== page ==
The searing revelation that the very highest levels in Rome knew of the litany of shame will rock the Church. But an inquiry into clerical misconduct in the diocese has found that not only did they know of the scandal, they also did nothing to stop it. Irish news sources have learned that the report highlights staggering inaction by the Church, several departments of state and the gardai. In one case a priest sexually assaulted 10 girls on the altar of his church.
The paralysis by those in authority enabled widespread assaults to continue. The number of priests cited in the findings runs into double figures. Evidence of a shattering saga of systematic abuse of boys at St Peter's College in Wexford town has also emerged. Similar abuse took place at several other parishes within the diocese. The Government-backed report is the result of the first-ever investigation by the State into how the Catholic Church managed cases of child sexual abuse.
It will show that abusers were left in charge of children and will present substantial evidence of previously unreported incidents of abuse. The vast majority of priests within Ferns are known to have been beyond reproach. The fallout from the findings has thrown a pall of sadness over the diocese. One of the most shocking offenders was Fr Jim Grennan. He sexually assaulted 10 girls on the altar of the local church in Monageer, Co Wexford. The South Eastern Health Board examined the girls and confirmed in writing to Bishop Brendan Comiskey that there was a case to answer.
There was a Garda investigation but victims statements went missing and astonishingly the DPP was never informed of the case.
However, it is understood that many within the Church were simply overwhelmed by the scale of the problem. The gardai are strongly criticised for their handling of the Grennan case in the inquiry report. But in other cases they were found to have acted appropriately and professionally. Reports on the Grennan investigation went to the health board and the Department of Education but it was generally seen as a local issue and left to the authorities in Ferns. The report makes recommendations for changes in child protection codes and other legislation.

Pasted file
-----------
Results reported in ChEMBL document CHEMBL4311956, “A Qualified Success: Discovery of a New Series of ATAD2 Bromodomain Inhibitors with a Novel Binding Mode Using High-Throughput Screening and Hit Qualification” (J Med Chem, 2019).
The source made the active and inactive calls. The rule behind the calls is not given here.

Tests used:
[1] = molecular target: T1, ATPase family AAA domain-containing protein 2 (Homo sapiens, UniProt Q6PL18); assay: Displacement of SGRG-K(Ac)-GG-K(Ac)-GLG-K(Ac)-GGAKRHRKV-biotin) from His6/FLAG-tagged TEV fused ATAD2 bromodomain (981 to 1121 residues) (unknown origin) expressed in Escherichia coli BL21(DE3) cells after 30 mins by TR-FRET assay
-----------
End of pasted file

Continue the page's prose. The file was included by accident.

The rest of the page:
Despite the horrific revelations, it is believed highly unlikely that any members of the diocesan hierarchy will be prosecuted as a result of the negligence.
The legal opinion is that no existing legislation provides for prosecutions. The inquiry, under the chairmanship of judge Frank Murphy, interviewed over 200 witnesses. What emerged was a devastating picture of the level of abuse in the diocese from the 1960s onwards. And despite claims of contrition on the part of the Catholic Church, inquiry chairman Judge Frank Murphy says that he sometimes came up against a brick wall in his investigations. The report is critical of the lack of co-operation from the Church at most stages of the inquiry.
Other cases investigated by Judge Murphy include Fr Sean Fortune, who committed suicide in 1999, Fr Donal Collins and Fr James Doyle, both of whom were convicted of child abuse, and Monsignor Michael Ledwith, President of St Patrick's College, Maynooth. The file is expected to go to Health Minister Mary Harney early next week and she will pass it on to the Attorney General. A Government minister, possibly Brian Lenihan, is to be appointed to oversee the public response to the revelations. The intention is to publish the document before the end of the week.
But one of the most surprising findings is that the Vatican was aware of the abuse.
The report highlights the level of communication that existed between the Church and the State authorities, how much they knew and how little they did. It shows the degree to which the Church put Canon Law above the law of the land. At present, there is no statutory obligation on a bishop - or anyone else - to relay a complaint or a suspicion of child abuse to the State; whereas Church law contains rigorous rules and sanctions. Such crimes may be tried by an ecclesiastical court in Rome.
They are given the status of "pontifical secret". This means that they are dealt with in the strictest confidentiality. Canon Law sets a statute of limitations of 10 years from the age of 18, not - as civil law accepts - from the time the victim becomes aware that a crime has been committed. Yet there is evidence from both Ireland and the US that the Vatican was aware of specific allegations over very many years yet failed to remove the abusing priests.
The Murphy inquiry was set by the then Health Minister, Micheal Martin, in 2003 following the resignation of Ferns Bishop Brendan Comiskey.
Sarah Murphy Irish Independent